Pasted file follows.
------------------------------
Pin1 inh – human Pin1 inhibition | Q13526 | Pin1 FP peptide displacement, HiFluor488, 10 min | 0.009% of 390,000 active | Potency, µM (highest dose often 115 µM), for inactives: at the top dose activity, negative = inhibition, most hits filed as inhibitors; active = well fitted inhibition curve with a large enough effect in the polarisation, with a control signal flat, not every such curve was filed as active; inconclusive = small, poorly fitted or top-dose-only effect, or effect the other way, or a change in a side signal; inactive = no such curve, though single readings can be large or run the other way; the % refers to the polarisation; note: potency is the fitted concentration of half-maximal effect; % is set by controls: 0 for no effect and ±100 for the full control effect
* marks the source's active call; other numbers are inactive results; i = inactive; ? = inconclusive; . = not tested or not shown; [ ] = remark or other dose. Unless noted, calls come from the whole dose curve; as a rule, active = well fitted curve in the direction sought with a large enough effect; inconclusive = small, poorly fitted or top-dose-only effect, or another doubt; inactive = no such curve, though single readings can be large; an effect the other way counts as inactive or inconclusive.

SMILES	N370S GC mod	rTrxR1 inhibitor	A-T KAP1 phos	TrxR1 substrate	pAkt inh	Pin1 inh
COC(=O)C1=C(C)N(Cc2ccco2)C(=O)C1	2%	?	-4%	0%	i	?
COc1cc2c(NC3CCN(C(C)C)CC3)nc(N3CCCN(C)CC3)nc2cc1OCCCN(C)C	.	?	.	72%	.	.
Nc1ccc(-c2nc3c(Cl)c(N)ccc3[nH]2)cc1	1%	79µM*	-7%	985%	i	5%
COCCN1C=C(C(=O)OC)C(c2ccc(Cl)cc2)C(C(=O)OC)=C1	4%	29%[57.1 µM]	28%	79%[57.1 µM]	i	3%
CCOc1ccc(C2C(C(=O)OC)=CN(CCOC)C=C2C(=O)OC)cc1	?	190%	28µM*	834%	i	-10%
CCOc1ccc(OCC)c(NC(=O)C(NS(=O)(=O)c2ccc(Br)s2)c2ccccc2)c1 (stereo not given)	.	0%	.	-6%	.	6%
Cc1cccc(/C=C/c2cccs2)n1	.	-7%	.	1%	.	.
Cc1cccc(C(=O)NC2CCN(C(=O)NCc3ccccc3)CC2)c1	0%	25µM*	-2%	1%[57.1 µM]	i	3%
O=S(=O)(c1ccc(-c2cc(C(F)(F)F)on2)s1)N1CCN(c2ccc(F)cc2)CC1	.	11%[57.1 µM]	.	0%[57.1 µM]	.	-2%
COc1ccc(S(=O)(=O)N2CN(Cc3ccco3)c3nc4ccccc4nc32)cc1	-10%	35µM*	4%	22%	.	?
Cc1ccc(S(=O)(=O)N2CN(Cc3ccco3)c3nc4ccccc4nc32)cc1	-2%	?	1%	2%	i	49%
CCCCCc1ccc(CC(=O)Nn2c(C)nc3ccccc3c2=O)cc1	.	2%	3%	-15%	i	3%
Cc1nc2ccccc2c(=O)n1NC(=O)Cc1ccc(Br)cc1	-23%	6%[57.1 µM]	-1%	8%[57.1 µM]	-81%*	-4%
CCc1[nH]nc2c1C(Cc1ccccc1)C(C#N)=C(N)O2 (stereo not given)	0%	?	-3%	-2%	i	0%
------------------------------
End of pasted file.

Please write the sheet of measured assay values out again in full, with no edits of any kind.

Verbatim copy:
Pin1 inh – human Pin1 inhibition | Q13526 | Pin1 FP peptide displacement, HiFluor488, 10 min | 0.009% of 390,000 active | Potency, µM (highest dose often 115 µM), for inactives: at the top dose activity, negative = inhibition, most hits filed as inhibitors; active = well fitted inhibition curve with a large enough effect in the polarisation, with a control signal flat, not every such curve was filed as active; inconclusive = small, poorly fitted or top-dose-only effect, or effect the other way, or a change in a side signal; inactive = no such curve, though single readings can be large or run the other way; the % refers to the polarisation; note: potency is the fitted concentration of half-maximal effect; % is set by controls: 0 for no effect and ±100 for the full control effect
* marks the source's active call; other numbers are inactive results; i = inactive; ? = inconclusive; . = not tested or not shown; [ ] = remark or other dose. Unless noted, calls come from the whole dose curve; as a rule, active = well fitted curve in the direction sought with a large enough effect; inconclusive = small, poorly fitted or top-dose-only effect, or another doubt; inactive = no such curve, though single readings can be large; an effect the other way counts as inactive or inconclusive.

SMILES	N370S GC mod	rTrxR1 inhibitor	A-T KAP1 phos	TrxR1 substrate	pAkt inh	Pin1 inh
COC(=O)C1=C(C)N(Cc2ccco2)C(=O)C1	2%	?	-4%	0%	i	?
COc1cc2c(NC3CCN(C(C)C)CC3)nc(N3CCCN(C)CC3)nc2cc1OCCCN(C)C	.	?	.	72%	.	.
Nc1ccc(-c2nc3c(Cl)c(N)ccc3[nH]2)cc1	1%	79µM*	-7%	985%	i	5%
COCCN1C=C(C(=O)OC)C(c2ccc(Cl)cc2)C(C(=O)OC)=C1	4%	29%[57.1 µM]	28%	79%[57.1 µM]	i	3%
CCOc1ccc(C2C(C(=O)OC)=CN(CCOC)C=C2C(=O)OC)cc1	?	190%	28µM*	834%	i	-10%
CCOc1ccc(OCC)c(NC(=O)C(NS(=O)(=O)c2ccc(Br)s2)c2ccccc2)c1 (stereo not given)	.	0%	.	-6%	.	6%
Cc1cccc(/C=C/c2cccs2)n1	.	-7%	.	1%	.	.
Cc1cccc(C(=O)NC2CCN(C(=O)NCc3ccccc3)CC2)c1	0%	25µM*	-2%	1%[57.1 µM]	i	3%
O=S(=O)(c1ccc(-c2cc(C(F)(F)F)on2)s1)N1CCN(c2ccc(F)cc2)CC1	.	11%[57.1 µM]	.	0%[57.1 µM]	.	-2%
COc1ccc(S(=O)(=O)N2CN(Cc3ccco3)c3nc4ccccc4nc32)cc1	-10%	35µM*	4%	22%	.	?
Cc1ccc(S(=O)(=O)N2CN(Cc3ccco3)c3nc4ccccc4nc32)cc1	-2%	?	1%	2%	i	49%
CCCCCc1ccc(CC(=O)Nn2c(C)nc3ccccc3c2=O)cc1	.	2%	3%	-15%	i	3%
Cc1nc2ccccc2c(=O)n1NC(=O)Cc1ccc(Br)cc1	-23%	6%[57.1 µM]	-1%	8%[57.1 µM]	-81%*	-4%
CCc1[nH]nc2c1C(Cc1ccccc1)C(C#N)=C(N)O2 (stereo not given)	0%	?	-3%	-2%	i	0%